Volume 2 Number 6
February 7, 2005







As Florida's chief financial officer, I have asked for a freeze on all insurance rate increases for homeowners policies. 

After hearing that the Office of Insurance Regulation approved double-digit rate increases on homeowners just last summer, I understand that Nationwide has submitted a second round of rate requests – an average 28.3 percent for homeowners and in excess of 100 percent for mobile homes. 

I’m extremely concerned that there is a trend with companies, including Nationwide, trying to recoup their losses from the hurricanes or raising their rates so policyholders are forced to drop coverage.

Homeowners who have suffered losses from the four back-to-back storms should not be victimized a second time.  Insurance companies should not be in a rush to raise rates. 

The prudent thing to do is to slow down and consider the consequences of rate increases on storm victims who are not able to handle an additional financial burden.

That’s why I’m asking state regulators to hold off approval of pending and future rate increases.  

The market needs to stabilize and state lawmakers should have the opportunity to act on recommendations for insurance reform that will help offset the need for rate increases.

I urge you to voice your concerns to your local lawmakers.

On another note 

For 79 years Americans have celebrated Black History Month, and this year there is much to celebrate. 

I am thinking particularly about what is occurring this week in negotiations to advance peace in the Middle East.  America’s first black female Secretary of State is on the verge of negotiating a real peace deal. 

Condoleeza Rice was a young girl when black men and women were still struggling for her right to work hard and earn the position she now holds.  And, as a result, we have a bright and accomplished woman helping to lead the struggle for freedom around the world.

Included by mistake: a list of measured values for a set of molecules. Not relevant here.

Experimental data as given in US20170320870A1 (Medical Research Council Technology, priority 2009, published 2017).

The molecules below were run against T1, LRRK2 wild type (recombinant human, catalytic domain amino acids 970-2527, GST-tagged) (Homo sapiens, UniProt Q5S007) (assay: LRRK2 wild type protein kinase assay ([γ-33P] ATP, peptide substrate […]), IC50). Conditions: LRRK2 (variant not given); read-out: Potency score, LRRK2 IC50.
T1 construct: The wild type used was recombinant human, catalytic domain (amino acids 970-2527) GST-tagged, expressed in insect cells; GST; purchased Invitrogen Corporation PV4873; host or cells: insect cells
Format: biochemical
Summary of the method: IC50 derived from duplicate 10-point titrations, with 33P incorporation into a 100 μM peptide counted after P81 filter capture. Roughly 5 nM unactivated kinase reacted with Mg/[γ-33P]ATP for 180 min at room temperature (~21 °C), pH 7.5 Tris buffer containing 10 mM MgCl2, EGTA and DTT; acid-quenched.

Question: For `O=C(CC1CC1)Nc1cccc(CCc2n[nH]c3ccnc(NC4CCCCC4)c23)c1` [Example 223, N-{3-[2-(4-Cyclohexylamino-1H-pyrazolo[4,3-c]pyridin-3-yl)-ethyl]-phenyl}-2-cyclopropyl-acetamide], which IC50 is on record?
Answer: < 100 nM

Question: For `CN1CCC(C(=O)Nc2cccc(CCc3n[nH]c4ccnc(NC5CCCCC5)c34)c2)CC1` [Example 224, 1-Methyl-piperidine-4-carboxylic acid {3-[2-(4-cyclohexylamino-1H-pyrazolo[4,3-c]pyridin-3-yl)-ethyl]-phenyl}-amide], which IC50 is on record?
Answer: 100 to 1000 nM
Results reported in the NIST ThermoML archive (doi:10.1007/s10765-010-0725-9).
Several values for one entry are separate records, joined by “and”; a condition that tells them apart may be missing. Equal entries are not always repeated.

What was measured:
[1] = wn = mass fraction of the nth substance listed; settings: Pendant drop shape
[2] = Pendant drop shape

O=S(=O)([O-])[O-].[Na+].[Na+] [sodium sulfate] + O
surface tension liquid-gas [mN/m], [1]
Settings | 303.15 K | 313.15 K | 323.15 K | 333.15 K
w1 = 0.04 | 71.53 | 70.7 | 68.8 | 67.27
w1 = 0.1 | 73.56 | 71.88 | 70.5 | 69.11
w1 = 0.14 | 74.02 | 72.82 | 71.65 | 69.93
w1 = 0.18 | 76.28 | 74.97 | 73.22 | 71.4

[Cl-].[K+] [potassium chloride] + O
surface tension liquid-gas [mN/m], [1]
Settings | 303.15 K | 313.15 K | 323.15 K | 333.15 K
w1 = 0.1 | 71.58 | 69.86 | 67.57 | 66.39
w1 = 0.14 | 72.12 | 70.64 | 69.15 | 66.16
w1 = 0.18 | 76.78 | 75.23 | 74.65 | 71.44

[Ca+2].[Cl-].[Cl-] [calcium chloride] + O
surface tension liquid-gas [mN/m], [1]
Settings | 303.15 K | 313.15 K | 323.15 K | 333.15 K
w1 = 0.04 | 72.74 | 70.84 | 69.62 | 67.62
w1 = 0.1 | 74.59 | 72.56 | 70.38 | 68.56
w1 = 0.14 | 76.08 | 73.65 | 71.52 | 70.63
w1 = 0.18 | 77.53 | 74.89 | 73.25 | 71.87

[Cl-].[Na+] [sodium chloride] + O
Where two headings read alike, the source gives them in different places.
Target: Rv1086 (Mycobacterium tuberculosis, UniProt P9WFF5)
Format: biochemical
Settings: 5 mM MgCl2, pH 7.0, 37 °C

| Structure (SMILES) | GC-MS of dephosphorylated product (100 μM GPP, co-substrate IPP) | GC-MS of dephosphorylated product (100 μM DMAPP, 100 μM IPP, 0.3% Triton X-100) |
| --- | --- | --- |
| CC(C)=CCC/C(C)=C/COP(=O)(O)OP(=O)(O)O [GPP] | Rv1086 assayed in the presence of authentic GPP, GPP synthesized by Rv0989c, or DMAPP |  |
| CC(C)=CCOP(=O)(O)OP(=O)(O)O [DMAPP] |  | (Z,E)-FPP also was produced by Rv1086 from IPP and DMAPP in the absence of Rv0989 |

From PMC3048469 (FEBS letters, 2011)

Black History Month continues through the end of February.  I urge all of us to think about the importance of that history to the future of the country and the world. 

The Old Hernando County Courthouse, surrounded by grand old oak trees, was built in 1912 in the county seat of Brooksville.


Hurricane Deductibles


Just three weeks after the Department of Financial Services launched its Multiple Deductible Reimbursement Program, more than 2,300 checks totaling $2,300,000 have been mailed, according to Florida’s Chief Financial Officer Tom Gallagher.

The money, as appropriated by state lawmakers, will help reimburse storm victims for deductible losses.  The department has received over 14,000 applications in the last two weeks.

Gallagher raised concerns that more than 10 percent of the applications are being submitted without a social security number, which is needed to process them.  Another 5 percent are coming in without necessary signatures.

“We have much work left to do, but Florida has come a long way in recovering from the unbelievable hurricane season we were hit with,” said Gallagher, who oversees the department.  “But the good news is that claims are getting paid and rebuilding is under way.”

Pictured from left to right are:
OFR Commissioner Donald Saxon,